A Few BRICS Shy of a Load
|Our Correspondent||Mar 29, 2013|
Hopefully the so-called BRICS summit, held in Durban, South Africa this week, will be the last of its kind. The efforts of China, India, Russia, Brazil and South Africa to show that they represent a viable common front against western interests and can further development is proving an embarrassment. It is also, if silently, viewed as an affront by the many large developing nations left out of this self-appointed group.
To have been born out of an acronym invented by Goldman Sachs, the epitome of western financial capitalism at its most exploitive, was bad enough in the first instance. Although they agreed at the meeting to create a development bank to challenge the World Bank, which they accuse of being biased to the west, in fact they failed despite endless discussion to come up even with a workable formula for a development bank, which makes them look doubly ridiculous. Supposed to help global financial stability by lending to countries in short to medium term difficulties, its resources at best would be puny compared with needs.
The likelihood that the bank notion would prove a fiasco was obvious enough from the start. How could it achieve any worthwhile size without being dominated by China? And how could India accept that? Not only is China's economy larger than the others but it has vastly larger foreign reserves and is the only one with a sustained record of current account surpluses. It is also the only one not dependent on commodity exports.
There is simply no defining principle among the BRICS. Russia and China have common interests in some areas, such as countering Islamism in central Asia as evidenced by the Shanghai group. But beyond that there is much suspicion. Russian energy exports to China are a bond of sorts but Russians are protective of their manufacturing and worried about the inroads of Chinese products into their markets.
India, Brazil and South Africa are all in the same boat. With mineral prices tending to fall they increasingly worry that Chinese investment in mining while a short term gain presents a long term threat to their pricing power. Meanwhile their manufacturers - especially in Brazil and India - seek ways of stemming Chinese imports. The four countries have almost nothing in common if one looks at the structures or level of development of their economies. Russia cannot be described as a developing country, just a faded industrial one which has come to rely on energy exports.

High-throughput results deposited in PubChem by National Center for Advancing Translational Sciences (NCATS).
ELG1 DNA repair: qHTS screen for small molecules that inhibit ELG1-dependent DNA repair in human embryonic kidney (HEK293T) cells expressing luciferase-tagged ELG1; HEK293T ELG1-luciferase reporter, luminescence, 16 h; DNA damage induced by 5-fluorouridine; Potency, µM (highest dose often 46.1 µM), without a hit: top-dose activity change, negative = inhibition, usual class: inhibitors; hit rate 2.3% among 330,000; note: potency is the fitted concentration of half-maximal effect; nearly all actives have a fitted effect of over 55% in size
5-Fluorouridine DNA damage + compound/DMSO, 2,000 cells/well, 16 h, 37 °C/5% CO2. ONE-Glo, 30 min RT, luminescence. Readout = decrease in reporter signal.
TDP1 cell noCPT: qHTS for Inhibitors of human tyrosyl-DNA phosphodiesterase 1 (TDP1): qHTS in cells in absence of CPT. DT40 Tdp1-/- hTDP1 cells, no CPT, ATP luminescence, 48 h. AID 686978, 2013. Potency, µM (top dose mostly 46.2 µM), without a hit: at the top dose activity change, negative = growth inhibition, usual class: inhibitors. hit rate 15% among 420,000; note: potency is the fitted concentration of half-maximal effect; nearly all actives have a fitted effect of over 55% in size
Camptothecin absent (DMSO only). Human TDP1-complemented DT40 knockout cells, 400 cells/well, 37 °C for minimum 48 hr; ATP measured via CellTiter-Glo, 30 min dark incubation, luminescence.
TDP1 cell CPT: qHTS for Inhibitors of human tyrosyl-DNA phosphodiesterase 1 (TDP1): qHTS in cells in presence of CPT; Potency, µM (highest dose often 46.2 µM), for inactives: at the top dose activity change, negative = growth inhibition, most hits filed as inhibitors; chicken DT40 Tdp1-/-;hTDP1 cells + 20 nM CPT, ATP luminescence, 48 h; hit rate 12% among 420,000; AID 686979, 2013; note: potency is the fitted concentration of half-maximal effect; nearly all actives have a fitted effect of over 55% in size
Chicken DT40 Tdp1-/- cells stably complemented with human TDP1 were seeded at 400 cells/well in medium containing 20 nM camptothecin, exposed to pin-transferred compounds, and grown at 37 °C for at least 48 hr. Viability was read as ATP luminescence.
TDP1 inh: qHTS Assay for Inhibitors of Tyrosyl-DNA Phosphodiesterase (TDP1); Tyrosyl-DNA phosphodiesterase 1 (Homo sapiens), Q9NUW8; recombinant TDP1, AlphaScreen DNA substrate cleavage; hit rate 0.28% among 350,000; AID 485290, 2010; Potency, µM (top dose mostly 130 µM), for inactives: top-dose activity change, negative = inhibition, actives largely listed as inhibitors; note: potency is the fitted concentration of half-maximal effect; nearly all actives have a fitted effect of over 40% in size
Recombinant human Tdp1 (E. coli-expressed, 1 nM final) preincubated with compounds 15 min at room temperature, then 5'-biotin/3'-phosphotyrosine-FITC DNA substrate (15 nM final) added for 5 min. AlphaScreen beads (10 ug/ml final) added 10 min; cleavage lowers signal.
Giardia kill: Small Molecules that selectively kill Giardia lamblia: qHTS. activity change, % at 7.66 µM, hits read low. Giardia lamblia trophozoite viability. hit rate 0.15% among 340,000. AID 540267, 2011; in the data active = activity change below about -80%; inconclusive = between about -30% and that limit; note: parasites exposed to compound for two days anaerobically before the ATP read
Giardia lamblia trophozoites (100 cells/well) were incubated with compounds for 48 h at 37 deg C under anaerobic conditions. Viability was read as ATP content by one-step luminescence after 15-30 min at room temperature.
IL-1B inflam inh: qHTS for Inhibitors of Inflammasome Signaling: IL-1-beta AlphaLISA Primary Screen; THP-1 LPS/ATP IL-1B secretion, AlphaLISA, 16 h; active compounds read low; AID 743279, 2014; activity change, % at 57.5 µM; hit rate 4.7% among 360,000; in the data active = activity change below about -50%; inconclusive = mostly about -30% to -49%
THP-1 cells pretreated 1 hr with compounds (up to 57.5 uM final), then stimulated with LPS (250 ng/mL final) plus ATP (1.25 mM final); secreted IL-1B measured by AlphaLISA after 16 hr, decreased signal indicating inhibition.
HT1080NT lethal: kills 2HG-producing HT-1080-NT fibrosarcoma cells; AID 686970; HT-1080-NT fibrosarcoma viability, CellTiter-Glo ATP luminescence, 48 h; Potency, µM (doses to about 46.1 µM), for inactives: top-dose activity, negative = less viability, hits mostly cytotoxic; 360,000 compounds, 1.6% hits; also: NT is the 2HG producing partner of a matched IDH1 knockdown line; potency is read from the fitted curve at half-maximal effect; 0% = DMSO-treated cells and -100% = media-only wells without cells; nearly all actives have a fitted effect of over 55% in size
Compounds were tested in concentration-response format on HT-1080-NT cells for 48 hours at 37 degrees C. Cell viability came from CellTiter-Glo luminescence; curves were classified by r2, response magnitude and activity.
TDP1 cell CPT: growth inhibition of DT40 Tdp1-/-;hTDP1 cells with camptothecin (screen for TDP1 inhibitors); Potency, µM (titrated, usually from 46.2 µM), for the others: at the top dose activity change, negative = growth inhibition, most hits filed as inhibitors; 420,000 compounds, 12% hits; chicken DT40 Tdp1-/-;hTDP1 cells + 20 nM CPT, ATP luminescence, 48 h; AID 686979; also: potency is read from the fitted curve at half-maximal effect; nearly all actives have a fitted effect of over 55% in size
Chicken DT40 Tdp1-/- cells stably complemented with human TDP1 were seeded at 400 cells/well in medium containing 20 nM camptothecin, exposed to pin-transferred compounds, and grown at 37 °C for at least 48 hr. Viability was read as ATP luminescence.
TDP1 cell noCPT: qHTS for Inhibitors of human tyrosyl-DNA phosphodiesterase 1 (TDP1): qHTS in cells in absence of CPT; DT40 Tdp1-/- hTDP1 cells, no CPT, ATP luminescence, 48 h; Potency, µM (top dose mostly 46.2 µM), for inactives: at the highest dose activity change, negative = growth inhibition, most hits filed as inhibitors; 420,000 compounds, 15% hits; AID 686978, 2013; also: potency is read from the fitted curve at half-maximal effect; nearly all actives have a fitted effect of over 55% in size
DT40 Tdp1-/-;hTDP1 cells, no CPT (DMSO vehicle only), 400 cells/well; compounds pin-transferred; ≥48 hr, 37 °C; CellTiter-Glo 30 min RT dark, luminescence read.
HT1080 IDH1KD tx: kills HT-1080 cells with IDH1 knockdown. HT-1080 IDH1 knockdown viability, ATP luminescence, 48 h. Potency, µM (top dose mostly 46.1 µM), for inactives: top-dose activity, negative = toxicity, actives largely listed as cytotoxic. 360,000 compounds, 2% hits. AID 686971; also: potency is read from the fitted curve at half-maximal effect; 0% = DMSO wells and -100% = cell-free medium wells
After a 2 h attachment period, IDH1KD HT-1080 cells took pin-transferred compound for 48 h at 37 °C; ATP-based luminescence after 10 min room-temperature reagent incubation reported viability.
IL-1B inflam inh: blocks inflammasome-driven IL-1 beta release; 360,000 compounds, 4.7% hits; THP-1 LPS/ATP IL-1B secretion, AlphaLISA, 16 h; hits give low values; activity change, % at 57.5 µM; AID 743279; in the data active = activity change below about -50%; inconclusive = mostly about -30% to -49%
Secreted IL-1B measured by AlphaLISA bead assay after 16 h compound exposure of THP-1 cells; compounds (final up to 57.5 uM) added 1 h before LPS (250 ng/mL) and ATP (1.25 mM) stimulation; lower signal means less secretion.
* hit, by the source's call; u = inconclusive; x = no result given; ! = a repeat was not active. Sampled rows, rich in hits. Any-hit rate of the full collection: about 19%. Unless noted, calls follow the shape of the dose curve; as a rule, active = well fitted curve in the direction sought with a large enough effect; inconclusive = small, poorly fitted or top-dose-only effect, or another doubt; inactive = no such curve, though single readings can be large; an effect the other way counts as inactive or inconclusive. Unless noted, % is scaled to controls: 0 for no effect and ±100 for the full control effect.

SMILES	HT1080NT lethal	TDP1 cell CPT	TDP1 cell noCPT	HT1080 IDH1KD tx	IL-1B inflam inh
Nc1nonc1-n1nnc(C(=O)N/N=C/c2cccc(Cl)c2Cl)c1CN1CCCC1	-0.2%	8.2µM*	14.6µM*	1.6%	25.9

Even worse for the BRICS concept is that it omits so many quite large developing countries which are probably in a better position to provide development assistance in expertise and trade as well as cash. South Africa was included simply to have an Africa nation, but Nigeria may be just as qualified if only because of population. Likewise countries such as Indonesia, Pakistan, Egypt cannot be ignored. The successful middle income countries of Asia such as Thailand with their records of industrial development, strong finances and trade openness could do more for global stability and development.
It is said that once the BRICS establish their bank, others may be able to join. But that by definition negates the notion that these five countries have anything to contribute as a group. As it is, China has far more at stake enlarging its role in the IMF and other global institutions, at the same time as playing a useful role with other east Asian countries in creating financial stabilization mechanisms, notably the swap arrangements involving China, Japan, Korea and the Asean group. This is a practical arrangement, not a product of political hot air.
As for the widespread belief in the developing world that the Permanent membership of the Security Council be increased to reduce western interests established decades ago, failure to make progress is as much due to China as anyone. India in particular frets that China is the main obstacle to enlargement because that would have to include India and Japan.
Being occasionally lined up against US interests, particularly on liberal economics, is scant basis for so narrow a group with no obvious positive purpose or goals. Far better if developing members of the G20, perhaps joined by others concerned about the impact of unregulated capital flows and volatile exchange rates, get together. The years of the non-aligned movement are long gone now that the world is not so divided between two blocs. But any chance that a group of middle rank power with common interests finding common cause to promote financial stability, freer and fairer trade and a more equal distribution of global influence is set back by the BRICS summiteering antics.
Better that they make common cause with like-minded G20 countries than clutter up the international agenda with this silly show.